Good morning and welcome to breakfast!
Today’s menu includes steaming bowls of cinnamon apple oatmeal, fluffy omelets stuffed with cheese and veggies, and pancakes topped with yogurt and fruit.
What? You don’t always have time for that in the morning? Or your children aren’t hungry yet?
Starting the morning with a healthy breakfast gets your children’s day off to a great start, but mornings can be a hectic time where getting ourselves together to get out the door may be all we can manage.
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How do we make sure that somewhere in that morning rush your children get the nourishment they need to start the day?
Why Eat Breakfast?
Children who eat breakfast feel better, have fewer health complaints and fewer school absences.
Eating breakfast helps your children concentrate and do better on tests. Research has shown that children who eat breakfast on a regular basis are less likely to be overweight.
For more information on the benefits of breakfast and the research behind it, check out Food and Research Action Center’s Breakfast for Learning Fact Sheet at FRAC.org.
What to Eat
Eating foods from at least three different food groups will give your children’s body many of the nutrients they need.
Foods that contain fiber and complex carbohydrates from whole grains and fruit, and protein from plant or animal sources will provide a balanced, long-lasting breakfast to help your children stay full until lunch.
Check out ChooseMyPlate.gov for more information about the health benefits of eating from all the food groups.
It takes some planning to have healthy, easy-to-eat breakfast foods on hand, but you can do it! Before you go to the grocery store, have your children help you make a list of foods they would like to eat for breakfast.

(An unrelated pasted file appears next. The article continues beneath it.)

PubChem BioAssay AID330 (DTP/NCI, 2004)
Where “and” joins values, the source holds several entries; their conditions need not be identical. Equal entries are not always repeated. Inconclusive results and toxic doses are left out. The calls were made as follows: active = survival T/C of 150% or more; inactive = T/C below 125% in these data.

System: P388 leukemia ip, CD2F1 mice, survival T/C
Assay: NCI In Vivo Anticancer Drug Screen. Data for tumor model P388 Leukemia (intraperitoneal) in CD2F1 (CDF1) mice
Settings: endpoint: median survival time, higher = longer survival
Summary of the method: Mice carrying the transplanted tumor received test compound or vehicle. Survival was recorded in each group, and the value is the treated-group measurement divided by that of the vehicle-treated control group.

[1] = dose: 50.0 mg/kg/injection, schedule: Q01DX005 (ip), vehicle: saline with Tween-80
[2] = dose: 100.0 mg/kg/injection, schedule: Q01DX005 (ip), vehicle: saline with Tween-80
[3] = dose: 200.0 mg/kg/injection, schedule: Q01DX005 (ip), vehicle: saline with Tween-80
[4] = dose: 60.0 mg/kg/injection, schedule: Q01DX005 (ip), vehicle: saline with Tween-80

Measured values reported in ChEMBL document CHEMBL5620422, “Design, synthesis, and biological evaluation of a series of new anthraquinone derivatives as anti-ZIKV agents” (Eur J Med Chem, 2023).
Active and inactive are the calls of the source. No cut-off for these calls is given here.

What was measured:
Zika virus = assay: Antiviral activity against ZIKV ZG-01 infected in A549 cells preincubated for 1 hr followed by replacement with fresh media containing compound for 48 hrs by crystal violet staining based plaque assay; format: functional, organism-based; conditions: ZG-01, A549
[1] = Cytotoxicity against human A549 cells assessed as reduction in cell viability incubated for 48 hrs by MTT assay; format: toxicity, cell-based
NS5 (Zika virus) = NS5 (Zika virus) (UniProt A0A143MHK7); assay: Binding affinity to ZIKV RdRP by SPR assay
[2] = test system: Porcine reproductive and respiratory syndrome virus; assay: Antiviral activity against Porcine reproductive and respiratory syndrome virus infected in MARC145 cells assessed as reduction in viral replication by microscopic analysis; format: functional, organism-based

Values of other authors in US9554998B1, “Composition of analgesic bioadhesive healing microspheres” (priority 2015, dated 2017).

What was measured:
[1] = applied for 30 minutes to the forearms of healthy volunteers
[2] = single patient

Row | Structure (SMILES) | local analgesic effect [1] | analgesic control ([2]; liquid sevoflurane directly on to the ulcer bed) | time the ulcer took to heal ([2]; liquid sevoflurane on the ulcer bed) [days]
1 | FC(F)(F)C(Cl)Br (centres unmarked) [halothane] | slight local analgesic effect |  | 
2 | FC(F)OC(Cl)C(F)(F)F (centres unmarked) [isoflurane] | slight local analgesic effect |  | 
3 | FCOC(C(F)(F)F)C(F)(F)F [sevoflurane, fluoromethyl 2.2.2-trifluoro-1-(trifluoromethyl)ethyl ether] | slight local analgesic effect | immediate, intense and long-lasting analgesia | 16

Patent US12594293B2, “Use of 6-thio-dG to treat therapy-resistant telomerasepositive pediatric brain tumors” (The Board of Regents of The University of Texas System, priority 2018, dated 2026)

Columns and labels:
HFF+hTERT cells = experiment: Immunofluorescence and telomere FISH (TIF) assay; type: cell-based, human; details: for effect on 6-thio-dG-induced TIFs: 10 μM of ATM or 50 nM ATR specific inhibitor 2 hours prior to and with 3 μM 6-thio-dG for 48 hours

Once back home, a few minutes spent getting those foods ready to grab and go will make it easier to fit breakfast into your morning routine.
When brushing teeth is not an option, have your children drink water, swishing it around in their mouths to loosen food particles.
Do you want more quick and easy recipe ideas? Your local library has many cookbooks that you can check out. On the internet, try Washington State University Extension’s Grow Happy Kids website at growhappykids.org.
Breakfast at School
Breakfast provided at school is another good option for weekday breakfasts.
Your school food service provides breakfasts that include whole grains, fruit and milk. If your children have food allergies or food intolerances, talk to your food service director about the substitutions they can make to accommodate your children’s needs.
Some schools are trying Breakfast after the Bell in classrooms. This is a great way to assure that all children have full tummies and are ready to start learning.
Serving breakfast in the classroom reduces tardiness, improves student behavior, and builds a sense of community as the children eat together. When children are well fed, everyone wins.
So … what’s for breakfast?